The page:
More than $14 million later – real number is $20 million – the pier opens and the people like it. It is a fine pier.

By Pepper Parr

BURLINGTON, ON.  June 14, 2013  For opening number two of the Brant Street Pier the God’s shone upon the city and the sun was out – the breeze from the lake was pleasant and, as has been standard for the pier – the opening was late by about a quarter of an hour.

A colour party from the Iron Duke Sea Cadet Corps in Burlington.

But it was a good occasion.  All the movers and shakers and the people who make things happen were out on the site.  The speeches were mercilessly short.  The guest list was very short as well – some real surprises as to who wasn’t on hand.  More on that later.

Seven hands – seven futures for the city.

The focal point was unveiling the plaque with the hand prints of seven young people, one from each council member.  The seven were chosen from the more than 440 who sent in an application along with their thoughts on what the pier would mean to them.

Theses seven were recognized when the final beam of the pier was bolted into place and had a section of steel with their names on it.  At that time their handprints were taken and later used to make casts from which a mold was made to cast the bronze plaque that was unveiled this afternoon.

That plaque is going to be out there for more than 100 years during which time those seven boys and girls will return again and again with their spouses, the children and their grandchildren.  It is a wonderful piece of local history.

What kind of a pier is it going to be?  Like a new restaurant, it will take some time to find its market; those people who will be out there day after day.  While it is very early one could begin to get a sense of how people are going to relate to the structure.

It will serve the city well.  It’s construction was plagued with problems and while those were not the making of the current civic administration is a serious blot on our copy books that is working its way through the legal system  That full story has yet to be told.  There is a serious bump out there that the city has yet to get over.

How and when people make the pier their own will take a little time.  One “pier walker” wondered if someone would hold Tai Chi classes out at the very end of the pier?  What a neat idea.  Will weddings be performed on the observation deck?  Will anyone remember that there was supposed to be a win turbine at the top of the beacon on the observation deck?  It was going to provide all the power to keep the lights on.

With the pier officially opened we now head for the “third” opening that will take place on Saturday.

Sometime next week the words Brant Street Pier will get moved from the Project and Initiatives part of the city’s web site.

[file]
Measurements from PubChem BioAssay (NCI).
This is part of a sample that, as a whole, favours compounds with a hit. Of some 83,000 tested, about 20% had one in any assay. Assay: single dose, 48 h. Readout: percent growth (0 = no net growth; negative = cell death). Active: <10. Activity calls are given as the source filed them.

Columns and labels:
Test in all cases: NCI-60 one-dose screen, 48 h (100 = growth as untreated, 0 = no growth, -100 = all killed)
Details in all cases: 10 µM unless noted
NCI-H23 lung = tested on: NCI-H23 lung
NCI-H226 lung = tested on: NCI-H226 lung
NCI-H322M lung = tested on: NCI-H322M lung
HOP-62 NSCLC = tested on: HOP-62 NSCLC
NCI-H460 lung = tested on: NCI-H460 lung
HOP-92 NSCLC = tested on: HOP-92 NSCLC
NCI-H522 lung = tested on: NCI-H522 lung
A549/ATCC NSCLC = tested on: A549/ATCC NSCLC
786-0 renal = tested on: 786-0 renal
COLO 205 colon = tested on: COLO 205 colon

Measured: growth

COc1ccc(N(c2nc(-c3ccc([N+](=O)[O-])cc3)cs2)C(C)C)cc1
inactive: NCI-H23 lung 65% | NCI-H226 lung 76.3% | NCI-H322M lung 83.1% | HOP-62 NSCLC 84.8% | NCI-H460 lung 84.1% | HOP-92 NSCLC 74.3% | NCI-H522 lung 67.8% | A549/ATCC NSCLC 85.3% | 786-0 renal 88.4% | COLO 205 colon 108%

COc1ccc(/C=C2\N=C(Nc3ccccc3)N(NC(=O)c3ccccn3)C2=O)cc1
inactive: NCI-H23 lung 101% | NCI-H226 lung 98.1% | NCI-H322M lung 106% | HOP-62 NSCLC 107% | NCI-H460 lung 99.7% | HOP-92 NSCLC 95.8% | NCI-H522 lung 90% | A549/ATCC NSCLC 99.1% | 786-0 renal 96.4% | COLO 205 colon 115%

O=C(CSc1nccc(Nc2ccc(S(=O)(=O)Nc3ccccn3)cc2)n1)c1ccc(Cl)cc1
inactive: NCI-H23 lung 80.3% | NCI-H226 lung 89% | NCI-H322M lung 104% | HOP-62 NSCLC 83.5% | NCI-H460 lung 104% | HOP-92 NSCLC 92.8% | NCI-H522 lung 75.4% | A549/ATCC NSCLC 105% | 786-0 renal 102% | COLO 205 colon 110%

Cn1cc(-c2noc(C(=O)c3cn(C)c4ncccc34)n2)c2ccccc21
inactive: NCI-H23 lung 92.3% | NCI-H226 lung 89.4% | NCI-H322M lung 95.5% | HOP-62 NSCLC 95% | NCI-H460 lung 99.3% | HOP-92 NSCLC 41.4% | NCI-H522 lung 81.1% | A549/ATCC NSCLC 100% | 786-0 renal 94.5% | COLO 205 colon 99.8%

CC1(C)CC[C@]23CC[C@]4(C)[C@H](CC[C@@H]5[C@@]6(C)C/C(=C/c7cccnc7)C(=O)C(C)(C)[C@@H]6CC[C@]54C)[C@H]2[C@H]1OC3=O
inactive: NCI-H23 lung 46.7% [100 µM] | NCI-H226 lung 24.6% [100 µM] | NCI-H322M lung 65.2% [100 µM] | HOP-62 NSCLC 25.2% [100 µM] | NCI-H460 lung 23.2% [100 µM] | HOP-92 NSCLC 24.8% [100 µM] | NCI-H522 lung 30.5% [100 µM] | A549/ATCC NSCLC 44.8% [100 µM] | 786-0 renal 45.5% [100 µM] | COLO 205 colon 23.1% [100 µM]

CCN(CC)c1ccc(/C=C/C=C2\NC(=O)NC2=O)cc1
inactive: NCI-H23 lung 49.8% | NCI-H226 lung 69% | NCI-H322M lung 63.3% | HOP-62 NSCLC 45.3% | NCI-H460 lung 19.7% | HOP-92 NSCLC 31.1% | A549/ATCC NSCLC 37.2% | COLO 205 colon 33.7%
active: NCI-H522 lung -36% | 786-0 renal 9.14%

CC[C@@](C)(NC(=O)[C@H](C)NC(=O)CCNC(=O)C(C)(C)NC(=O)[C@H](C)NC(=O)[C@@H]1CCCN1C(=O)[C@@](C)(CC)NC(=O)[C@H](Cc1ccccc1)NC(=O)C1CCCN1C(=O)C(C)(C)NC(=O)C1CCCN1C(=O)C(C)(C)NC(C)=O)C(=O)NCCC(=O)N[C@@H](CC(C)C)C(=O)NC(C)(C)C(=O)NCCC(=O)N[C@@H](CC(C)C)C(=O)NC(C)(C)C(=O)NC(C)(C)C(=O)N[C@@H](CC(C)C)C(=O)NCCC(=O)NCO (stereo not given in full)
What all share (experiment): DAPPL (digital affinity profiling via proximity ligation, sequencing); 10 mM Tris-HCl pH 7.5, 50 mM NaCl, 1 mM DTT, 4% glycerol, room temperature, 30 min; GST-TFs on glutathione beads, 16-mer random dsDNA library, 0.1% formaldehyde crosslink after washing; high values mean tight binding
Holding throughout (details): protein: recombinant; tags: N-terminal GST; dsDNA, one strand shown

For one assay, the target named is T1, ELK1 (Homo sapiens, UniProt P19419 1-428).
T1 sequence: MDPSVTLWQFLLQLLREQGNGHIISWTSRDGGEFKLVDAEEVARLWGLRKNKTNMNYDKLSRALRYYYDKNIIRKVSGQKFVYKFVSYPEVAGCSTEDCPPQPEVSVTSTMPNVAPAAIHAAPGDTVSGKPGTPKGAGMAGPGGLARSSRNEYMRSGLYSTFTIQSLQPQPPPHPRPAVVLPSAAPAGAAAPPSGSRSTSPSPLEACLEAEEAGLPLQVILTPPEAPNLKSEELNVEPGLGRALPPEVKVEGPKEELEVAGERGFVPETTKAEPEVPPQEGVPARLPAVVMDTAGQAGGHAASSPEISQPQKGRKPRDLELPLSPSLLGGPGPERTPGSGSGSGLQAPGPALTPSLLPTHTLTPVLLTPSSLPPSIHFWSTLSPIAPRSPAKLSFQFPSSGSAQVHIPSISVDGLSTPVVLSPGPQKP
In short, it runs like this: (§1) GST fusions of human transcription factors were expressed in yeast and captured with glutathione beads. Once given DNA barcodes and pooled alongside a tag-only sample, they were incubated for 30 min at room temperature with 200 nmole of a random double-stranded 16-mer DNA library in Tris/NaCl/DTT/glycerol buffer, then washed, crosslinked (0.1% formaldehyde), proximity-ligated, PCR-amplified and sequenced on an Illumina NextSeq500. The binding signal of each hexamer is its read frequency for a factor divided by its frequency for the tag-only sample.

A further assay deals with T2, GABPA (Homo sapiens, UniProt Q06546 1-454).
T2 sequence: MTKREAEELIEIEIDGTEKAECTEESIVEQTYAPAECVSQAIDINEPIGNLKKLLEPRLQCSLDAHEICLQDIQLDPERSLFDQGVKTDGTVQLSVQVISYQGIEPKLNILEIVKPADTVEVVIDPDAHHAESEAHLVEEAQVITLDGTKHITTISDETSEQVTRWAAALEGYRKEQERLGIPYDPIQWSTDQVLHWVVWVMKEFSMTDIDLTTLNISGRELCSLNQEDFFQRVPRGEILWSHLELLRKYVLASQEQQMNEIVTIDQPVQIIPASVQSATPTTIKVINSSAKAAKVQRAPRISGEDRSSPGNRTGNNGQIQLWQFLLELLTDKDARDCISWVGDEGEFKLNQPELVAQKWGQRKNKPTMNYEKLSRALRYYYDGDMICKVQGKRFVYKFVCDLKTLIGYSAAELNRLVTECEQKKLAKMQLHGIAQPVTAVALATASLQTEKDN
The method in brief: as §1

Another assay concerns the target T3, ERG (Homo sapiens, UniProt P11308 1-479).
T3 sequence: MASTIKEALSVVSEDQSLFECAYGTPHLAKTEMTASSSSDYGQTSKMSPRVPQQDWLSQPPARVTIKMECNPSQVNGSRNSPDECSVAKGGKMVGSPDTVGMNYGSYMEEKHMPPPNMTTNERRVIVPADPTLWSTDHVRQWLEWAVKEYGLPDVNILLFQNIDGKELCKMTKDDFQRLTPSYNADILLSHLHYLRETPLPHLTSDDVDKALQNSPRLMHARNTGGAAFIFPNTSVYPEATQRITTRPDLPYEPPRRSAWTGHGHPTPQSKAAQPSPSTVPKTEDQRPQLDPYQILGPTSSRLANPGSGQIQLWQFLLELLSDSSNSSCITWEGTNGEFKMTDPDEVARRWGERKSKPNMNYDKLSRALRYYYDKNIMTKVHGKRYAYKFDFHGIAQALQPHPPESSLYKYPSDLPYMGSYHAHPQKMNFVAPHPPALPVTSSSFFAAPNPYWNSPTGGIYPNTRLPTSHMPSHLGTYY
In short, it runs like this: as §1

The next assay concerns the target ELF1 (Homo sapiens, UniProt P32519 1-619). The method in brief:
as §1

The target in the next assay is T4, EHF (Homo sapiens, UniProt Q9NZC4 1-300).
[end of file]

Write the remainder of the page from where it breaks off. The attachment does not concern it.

A traditional bronze plaque was set out on the pier with the names of the current Council members.  It may well be the only public mark of the municipal political service some of them have given.

Henry Schilthuis  on the left, along with an aide.

Ward 6 Councillor Blair Lancaster on the right walks with former Ward 6 Councillor Carol D’Amelio. Expect to see these two running against each other in 2014. D’Amelio wants back in.

Note quite the traditional photo op – most of those who took part in the official opening of the pier gathered at the end. For once everything worked.

The ceremonies over the Naval Promenade becomes the fous with the Seniors’ out in force listening to the All MAle Welsh Choir. Strolling along is Craig Stevens, the city’s project manager on the pier project. He direction and oversight kept the project going when it got a little wonky at times – but that’s another story.

So who WAS there and who WASN’T there?

Some thought former Mayor Rob MacIsaac would be on hand to say a few words about how this project came about.  However, had MacIsaac ben on hand then former Mayor Cam Jackson would have had to be on hand – and that wasn’t going to happen.

Regional chair Gary Carr sent his regrets.

Former city council member Carol D’Amelio was on hand.  She and Councillor Blair Lancaster toured the observation deck together.  Expect those two to battle it out in Ward six next municipal election.  D’Amelio wants back in.  She gave up her Council seat in 2010 to run against then Mayor Cam Jackson and while she did better than Jackson the city wanted a new look and chose Rick Goldring.

Councillor Taylor didn’t attend.  Councillor Dennison did but he wasn’t talking about his decision to appeal the Committee of Adjustment decision that went against him to the Ontario Municipal Board.  The decision to appeal will mark the beginning of the end of his 20 years of political service.

 Henry Schilthuis and one of his able assistants made an appearance.  Schilthuis was the original contractor on the pier.  e walked away from the project when he realized, in his opinion, that it could not be built with the plans he was given.

A court of law will decide if  Henry Schilthuis was right.

The pier is now part of the city.  Is it what those Council members back in 1999 thought it would be?   It will find and make a place for itself.  The city can settle into its next biggest problem – the absolutely obscene situation with the Air Park.


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